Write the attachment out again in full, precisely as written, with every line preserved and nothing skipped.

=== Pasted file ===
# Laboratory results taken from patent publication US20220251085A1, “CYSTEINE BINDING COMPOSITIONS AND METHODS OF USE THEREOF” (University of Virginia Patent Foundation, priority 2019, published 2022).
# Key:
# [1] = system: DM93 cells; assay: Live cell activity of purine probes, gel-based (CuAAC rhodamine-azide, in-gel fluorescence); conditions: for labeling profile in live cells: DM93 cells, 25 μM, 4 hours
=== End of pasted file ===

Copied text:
# Laboratory results taken from patent publication US20220251085A1, “CYSTEINE BINDING COMPOSITIONS AND METHODS OF USE THEREOF” (University of Virginia Patent Foundation, priority 2019, published 2022).
# Key:
# [1] = system: DM93 cells; assay: Live cell activity of purine probes, gel-based (CuAAC rhodamine-azide, in-gel fluorescence); conditions: for labeling profile in live cells: DM93 cells, 25 μM, 4 hours